A lot of people that didn’t get to play were good friends of mine, and it really hurt me to not see them able to play. But to see them be so humble and understanding about what happened, they more than earned their spot on the lineup.”
I congratulated Maple on all of the success and improvements, but he excitedly noted that next year will see even more changes.
For starters, the festival will now have two stages instead of three.
“What we’re gonna do is cut back on the number of bands, but we’re gonna keep working on improving the quality,” Maple said. “We are still going to showcase lots of local bands, but you’ll see more names that you recognize. Both of the stages from this year are going to be bigger.”
The main stage will stay where it is, while the Fountain Stage will be improved and upgraded to be more comparable in size. Both of those stages will now alternate acts, so attendees won’t have to miss bands due to overlap.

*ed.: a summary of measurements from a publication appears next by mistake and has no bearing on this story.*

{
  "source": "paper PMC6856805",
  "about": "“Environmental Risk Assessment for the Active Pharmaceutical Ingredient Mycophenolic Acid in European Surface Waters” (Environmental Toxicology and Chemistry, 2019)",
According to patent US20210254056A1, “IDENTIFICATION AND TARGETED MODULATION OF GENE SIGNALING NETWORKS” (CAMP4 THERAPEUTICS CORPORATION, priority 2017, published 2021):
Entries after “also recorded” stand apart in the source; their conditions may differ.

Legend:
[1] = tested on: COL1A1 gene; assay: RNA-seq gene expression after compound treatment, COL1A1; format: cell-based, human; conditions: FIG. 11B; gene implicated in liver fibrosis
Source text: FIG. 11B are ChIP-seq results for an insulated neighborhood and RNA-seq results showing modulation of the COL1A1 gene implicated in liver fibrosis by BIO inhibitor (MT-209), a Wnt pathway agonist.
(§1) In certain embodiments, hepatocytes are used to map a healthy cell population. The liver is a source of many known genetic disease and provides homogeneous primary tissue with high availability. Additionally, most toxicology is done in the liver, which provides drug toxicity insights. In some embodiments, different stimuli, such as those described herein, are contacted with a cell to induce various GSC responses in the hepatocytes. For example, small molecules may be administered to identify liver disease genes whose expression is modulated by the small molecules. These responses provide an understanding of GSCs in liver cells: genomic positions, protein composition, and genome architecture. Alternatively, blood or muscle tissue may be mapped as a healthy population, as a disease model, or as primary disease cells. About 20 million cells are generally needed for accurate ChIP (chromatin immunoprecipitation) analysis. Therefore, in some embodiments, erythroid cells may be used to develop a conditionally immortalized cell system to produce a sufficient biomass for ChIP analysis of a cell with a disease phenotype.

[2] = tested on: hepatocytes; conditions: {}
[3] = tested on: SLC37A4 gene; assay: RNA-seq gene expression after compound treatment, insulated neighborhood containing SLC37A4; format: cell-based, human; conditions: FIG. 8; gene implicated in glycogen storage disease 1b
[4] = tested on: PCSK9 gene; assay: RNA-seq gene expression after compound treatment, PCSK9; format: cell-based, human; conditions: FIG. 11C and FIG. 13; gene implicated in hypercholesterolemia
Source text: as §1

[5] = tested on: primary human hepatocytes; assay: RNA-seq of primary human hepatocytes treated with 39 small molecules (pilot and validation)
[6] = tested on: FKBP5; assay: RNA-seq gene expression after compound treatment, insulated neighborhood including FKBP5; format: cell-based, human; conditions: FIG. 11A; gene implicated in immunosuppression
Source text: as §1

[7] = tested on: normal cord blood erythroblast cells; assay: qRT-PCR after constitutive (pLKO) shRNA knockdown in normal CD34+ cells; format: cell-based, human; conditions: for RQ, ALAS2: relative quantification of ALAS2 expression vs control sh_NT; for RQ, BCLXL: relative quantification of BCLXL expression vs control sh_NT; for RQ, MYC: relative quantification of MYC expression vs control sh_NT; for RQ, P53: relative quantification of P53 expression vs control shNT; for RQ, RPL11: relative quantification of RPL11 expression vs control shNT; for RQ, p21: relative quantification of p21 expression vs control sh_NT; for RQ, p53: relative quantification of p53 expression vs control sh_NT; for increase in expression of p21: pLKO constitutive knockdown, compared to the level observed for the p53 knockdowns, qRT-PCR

The third stage by the sculptures will be used for something he couldn’t elaborate on just yet.
“We are going to consolidate the area a bit so it’s not so spread out,” Maple explained. “I did think that happened, like you said with Voraath, you felt not enough people really saw their set. We talked about this a lot, and we really feel like it was a setup issue. There were too many people hanging out near the main stage waiting for what was gonna happen next there, when if our setup was closer together, they would see this other incredible band going on and could just walk over and watch them real quick.
We’ve been working really hard to improve the whole experience. No matter what fun you’ve had there before, expect to have more fun, because we’re working really hard to just make it amazing for everyone.”
In the immediate future, fans who can’t get enough metal will be treated to a number of opportunities to keep the party going until the next MMF installment.
On Saturday, October 28, “The Black Hallows Tour” will make a stop at The Music Factory in Battle Creek.
The event includes several acts from Michigan Metal Fest this year, such as Raven Black, Cultus Black, Casket Robbery, and Maple’s KillCrown, with Dying Oath rounding out the lineup.